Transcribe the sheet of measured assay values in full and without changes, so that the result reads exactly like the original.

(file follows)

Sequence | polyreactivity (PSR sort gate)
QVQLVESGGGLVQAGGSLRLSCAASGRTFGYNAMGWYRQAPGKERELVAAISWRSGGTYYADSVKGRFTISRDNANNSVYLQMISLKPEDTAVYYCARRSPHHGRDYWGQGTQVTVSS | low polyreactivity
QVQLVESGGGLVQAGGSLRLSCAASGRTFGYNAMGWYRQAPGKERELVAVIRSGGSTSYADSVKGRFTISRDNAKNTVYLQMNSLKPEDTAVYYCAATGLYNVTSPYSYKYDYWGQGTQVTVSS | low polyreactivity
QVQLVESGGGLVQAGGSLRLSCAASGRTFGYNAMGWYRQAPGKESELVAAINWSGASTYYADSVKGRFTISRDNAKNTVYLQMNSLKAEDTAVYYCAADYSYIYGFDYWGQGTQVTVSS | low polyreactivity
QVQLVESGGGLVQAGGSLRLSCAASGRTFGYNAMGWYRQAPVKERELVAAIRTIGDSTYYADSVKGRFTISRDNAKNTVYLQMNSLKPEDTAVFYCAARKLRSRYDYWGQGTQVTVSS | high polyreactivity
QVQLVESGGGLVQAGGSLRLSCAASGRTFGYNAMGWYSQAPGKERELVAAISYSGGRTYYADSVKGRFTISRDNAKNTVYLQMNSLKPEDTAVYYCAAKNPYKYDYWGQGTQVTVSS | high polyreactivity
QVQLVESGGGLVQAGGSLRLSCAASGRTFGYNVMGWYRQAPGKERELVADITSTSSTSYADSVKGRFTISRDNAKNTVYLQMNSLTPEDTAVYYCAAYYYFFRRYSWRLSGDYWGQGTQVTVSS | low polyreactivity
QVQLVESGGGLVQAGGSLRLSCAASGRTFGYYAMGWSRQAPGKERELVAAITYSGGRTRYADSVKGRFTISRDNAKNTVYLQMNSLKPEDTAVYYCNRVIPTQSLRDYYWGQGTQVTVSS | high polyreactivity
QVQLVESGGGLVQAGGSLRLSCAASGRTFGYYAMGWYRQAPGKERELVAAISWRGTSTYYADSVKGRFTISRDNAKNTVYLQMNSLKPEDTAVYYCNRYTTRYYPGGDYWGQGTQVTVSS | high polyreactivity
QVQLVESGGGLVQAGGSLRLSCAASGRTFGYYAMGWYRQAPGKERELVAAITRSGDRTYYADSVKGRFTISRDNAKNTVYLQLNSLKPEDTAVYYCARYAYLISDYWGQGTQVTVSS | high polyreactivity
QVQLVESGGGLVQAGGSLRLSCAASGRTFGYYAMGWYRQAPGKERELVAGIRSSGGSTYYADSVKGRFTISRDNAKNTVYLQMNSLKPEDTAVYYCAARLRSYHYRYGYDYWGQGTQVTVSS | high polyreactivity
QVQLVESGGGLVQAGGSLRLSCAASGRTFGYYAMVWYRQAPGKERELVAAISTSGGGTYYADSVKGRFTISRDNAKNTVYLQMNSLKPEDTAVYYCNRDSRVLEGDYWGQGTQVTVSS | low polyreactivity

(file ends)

Sequence | polyreactivity (PSR sort gate)
QVQLVESGGGLVQAGGSLRLSCAASGRTFGYNAMGWYRQAPGKERELVAAISWRSGGTYYADSVKGRFTISRDNANNSVYLQMISLKPEDTAVYYCARRSPHHGRDYWGQGTQVTVSS | low polyreactivity
QVQLVESGGGLVQAGGSLRLSCAASGRTFGYNAMGWYRQAPGKERELVAVIRSGGSTSYADSVKGRFTISRDNAKNTVYLQMNSLKPEDTAVYYCAATGLYNVTSPYSYKYDYWGQGTQVTVSS | low polyreactivity
QVQLVESGGGLVQAGGSLRLSCAASGRTFGYNAMGWYRQAPGKESELVAAINWSGASTYYADSVKGRFTISRDNAKNTVYLQMNSLKAEDTAVYYCAADYSYIYGFDYWGQGTQVTVSS | low polyreactivity
QVQLVESGGGLVQAGGSLRLSCAASGRTFGYNAMGWYRQAPVKERELVAAIRTIGDSTYYADSVKGRFTISRDNAKNTVYLQMNSLKPEDTAVFYCAARKLRSRYDYWGQGTQVTVSS | high polyreactivity
QVQLVESGGGLVQAGGSLRLSCAASGRTFGYNAMGWYSQAPGKERELVAAISYSGGRTYYADSVKGRFTISRDNAKNTVYLQMNSLKPEDTAVYYCAAKNPYKYDYWGQGTQVTVSS | high polyreactivity
QVQLVESGGGLVQAGGSLRLSCAASGRTFGYNVMGWYRQAPGKERELVADITSTSSTSYADSVKGRFTISRDNAKNTVYLQMNSLTPEDTAVYYCAAYYYFFRRYSWRLSGDYWGQGTQVTVSS | low polyreactivity
QVQLVESGGGLVQAGGSLRLSCAASGRTFGYYAMGWSRQAPGKERELVAAITYSGGRTRYADSVKGRFTISRDNAKNTVYLQMNSLKPEDTAVYYCNRVIPTQSLRDYYWGQGTQVTVSS | high polyreactivity
QVQLVESGGGLVQAGGSLRLSCAASGRTFGYYAMGWYRQAPGKERELVAAISWRGTSTYYADSVKGRFTISRDNAKNTVYLQMNSLKPEDTAVYYCNRYTTRYYPGGDYWGQGTQVTVSS | high polyreactivity
QVQLVESGGGLVQAGGSLRLSCAASGRTFGYYAMGWYRQAPGKERELVAAITRSGDRTYYADSVKGRFTISRDNAKNTVYLQLNSLKPEDTAVYYCARYAYLISDYWGQGTQVTVSS | high polyreactivity
QVQLVESGGGLVQAGGSLRLSCAASGRTFGYYAMGWYRQAPGKERELVAGIRSSGGSTYYADSVKGRFTISRDNAKNTVYLQMNSLKPEDTAVYYCAARLRSYHYRYGYDYWGQGTQVTVSS | high polyreactivity
QVQLVESGGGLVQAGGSLRLSCAASGRTFGYYAMVWYRQAPGKERELVAAISTSGGGTYYADSVKGRFTISRDNAKNTVYLQMNSLKPEDTAVYYCNRDSRVLEGDYWGQGTQVTVSS | low polyreactivity